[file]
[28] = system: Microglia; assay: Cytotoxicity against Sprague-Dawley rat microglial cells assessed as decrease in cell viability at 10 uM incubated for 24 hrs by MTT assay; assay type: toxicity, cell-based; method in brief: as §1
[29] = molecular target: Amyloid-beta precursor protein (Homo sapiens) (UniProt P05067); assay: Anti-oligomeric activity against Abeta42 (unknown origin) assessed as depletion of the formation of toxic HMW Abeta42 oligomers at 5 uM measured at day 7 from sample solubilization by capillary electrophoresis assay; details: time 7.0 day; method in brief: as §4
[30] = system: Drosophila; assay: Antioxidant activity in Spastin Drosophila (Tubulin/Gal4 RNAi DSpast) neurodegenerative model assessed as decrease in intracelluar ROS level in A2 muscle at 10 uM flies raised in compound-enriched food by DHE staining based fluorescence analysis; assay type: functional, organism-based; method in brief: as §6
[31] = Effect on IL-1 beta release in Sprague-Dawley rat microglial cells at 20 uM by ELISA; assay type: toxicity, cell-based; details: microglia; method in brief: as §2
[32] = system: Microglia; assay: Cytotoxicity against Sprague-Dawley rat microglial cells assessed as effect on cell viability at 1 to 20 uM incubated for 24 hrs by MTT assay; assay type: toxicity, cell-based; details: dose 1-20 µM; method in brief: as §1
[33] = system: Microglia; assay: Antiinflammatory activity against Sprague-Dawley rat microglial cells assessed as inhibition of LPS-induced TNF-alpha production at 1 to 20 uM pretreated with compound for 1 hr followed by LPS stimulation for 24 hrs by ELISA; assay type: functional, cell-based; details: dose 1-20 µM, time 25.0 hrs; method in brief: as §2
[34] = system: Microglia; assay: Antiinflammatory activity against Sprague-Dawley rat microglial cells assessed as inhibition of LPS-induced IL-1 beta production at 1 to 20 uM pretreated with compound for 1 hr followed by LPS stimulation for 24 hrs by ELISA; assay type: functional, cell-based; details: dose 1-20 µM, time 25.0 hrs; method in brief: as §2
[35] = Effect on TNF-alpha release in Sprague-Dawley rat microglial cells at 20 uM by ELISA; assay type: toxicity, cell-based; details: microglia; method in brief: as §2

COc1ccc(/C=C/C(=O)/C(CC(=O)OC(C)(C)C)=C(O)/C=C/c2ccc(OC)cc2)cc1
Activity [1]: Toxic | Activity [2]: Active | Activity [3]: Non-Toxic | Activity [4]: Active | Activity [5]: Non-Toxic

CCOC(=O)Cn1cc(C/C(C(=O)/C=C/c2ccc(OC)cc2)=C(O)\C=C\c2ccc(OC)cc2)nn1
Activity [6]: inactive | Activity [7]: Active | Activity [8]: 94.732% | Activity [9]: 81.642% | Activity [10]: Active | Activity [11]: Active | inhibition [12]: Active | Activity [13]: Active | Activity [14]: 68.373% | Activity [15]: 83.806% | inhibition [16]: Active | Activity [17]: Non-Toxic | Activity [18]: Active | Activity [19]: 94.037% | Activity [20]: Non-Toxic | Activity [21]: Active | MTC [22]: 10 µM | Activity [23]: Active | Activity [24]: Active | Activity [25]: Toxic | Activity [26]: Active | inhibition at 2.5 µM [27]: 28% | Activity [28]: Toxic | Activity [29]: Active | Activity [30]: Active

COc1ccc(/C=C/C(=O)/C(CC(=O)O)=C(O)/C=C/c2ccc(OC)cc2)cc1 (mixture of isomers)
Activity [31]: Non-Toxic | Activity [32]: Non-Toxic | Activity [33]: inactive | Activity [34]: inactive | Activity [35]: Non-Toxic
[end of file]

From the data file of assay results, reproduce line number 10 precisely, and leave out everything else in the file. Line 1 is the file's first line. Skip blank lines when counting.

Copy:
Activity [1]: Toxic | Activity [2]: Active | Activity [3]: Non-Toxic | Activity [4]: Active | Activity [5]: Non-Toxic